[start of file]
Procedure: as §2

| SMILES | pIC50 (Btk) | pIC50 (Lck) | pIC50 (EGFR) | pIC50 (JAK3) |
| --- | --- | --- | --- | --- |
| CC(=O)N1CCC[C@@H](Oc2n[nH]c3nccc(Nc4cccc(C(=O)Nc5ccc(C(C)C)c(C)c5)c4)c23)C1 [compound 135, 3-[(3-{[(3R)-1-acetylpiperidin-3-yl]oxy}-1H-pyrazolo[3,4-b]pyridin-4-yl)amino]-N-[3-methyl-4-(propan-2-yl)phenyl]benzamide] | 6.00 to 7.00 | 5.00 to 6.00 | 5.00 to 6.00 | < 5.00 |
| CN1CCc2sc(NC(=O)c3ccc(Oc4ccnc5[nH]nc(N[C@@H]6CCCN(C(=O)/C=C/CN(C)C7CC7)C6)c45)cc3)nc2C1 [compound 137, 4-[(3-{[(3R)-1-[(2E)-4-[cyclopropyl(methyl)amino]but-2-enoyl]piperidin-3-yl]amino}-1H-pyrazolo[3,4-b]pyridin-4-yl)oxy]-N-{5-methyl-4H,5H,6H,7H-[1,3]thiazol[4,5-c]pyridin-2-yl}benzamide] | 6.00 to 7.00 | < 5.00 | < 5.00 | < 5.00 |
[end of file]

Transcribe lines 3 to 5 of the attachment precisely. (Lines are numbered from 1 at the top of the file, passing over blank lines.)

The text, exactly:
| --- | --- | --- | --- | --- |
| CC(=O)N1CCC[C@@H](Oc2n[nH]c3nccc(Nc4cccc(C(=O)Nc5ccc(C(C)C)c(C)c5)c4)c23)C1 [compound 135, 3-[(3-{[(3R)-1-acetylpiperidin-3-yl]oxy}-1H-pyrazolo[3,4-b]pyridin-4-yl)amino]-N-[3-methyl-4-(propan-2-yl)phenyl]benzamide] | 6.00 to 7.00 | 5.00 to 6.00 | 5.00 to 6.00 | < 5.00 |
| CN1CCc2sc(NC(=O)c3ccc(Oc4ccnc5[nH]nc(N[C@@H]6CCCN(C(=O)/C=C/CN(C)C7CC7)C6)c45)cc3)nc2C1 [compound 137, 4-[(3-{[(3R)-1-[(2E)-4-[cyclopropyl(methyl)amino]but-2-enoyl]piperidin-3-yl]amino}-1H-pyrazolo[3,4-b]pyridin-4-yl)oxy]-N-{5-methyl-4H,5H,6H,7H-[1,3]thiazol[4,5-c]pyridin-2-yl}benzamide] | 6.00 to 7.00 | < 5.00 | < 5.00 | < 5.00 |